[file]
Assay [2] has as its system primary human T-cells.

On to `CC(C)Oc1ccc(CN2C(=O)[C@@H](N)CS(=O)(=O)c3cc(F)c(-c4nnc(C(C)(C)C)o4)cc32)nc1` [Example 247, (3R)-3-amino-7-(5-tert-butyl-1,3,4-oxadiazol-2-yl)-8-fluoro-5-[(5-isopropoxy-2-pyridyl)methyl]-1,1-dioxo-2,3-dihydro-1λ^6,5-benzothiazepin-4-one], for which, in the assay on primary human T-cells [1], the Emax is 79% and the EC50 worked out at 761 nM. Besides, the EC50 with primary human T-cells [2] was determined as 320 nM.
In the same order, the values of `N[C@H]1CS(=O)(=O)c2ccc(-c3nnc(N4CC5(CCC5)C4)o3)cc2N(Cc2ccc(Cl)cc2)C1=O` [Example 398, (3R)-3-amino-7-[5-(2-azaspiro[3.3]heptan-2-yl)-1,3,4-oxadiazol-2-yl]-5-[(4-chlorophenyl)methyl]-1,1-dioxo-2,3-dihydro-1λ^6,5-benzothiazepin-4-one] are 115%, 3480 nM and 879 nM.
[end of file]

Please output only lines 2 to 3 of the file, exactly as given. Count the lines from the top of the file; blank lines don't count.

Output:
On to `CC(C)Oc1ccc(CN2C(=O)[C@@H](N)CS(=O)(=O)c3cc(F)c(-c4nnc(C(C)(C)C)o4)cc32)nc1` [Example 247, (3R)-3-amino-7-(5-tert-butyl-1,3,4-oxadiazol-2-yl)-8-fluoro-5-[(5-isopropoxy-2-pyridyl)methyl]-1,1-dioxo-2,3-dihydro-1λ^6,5-benzothiazepin-4-one], for which, in the assay on primary human T-cells [1], the Emax is 79% and the EC50 worked out at 761 nM. Besides, the EC50 with primary human T-cells [2] was determined as 320 nM.
In the same order, the values of `N[C@H]1CS(=O)(=O)c2ccc(-c3nnc(N4CC5(CCC5)C4)o3)cc2N(Cc2ccc(Cl)cc2)C1=O` [Example 398, (3R)-3-amino-7-[5-(2-azaspiro[3.3]heptan-2-yl)-1,3,4-oxadiazol-2-yl]-5-[(4-chlorophenyl)methyl]-1,1-dioxo-2,3-dihydro-1λ^6,5-benzothiazepin-4-one] are 115%, 3480 nM and 879 nM.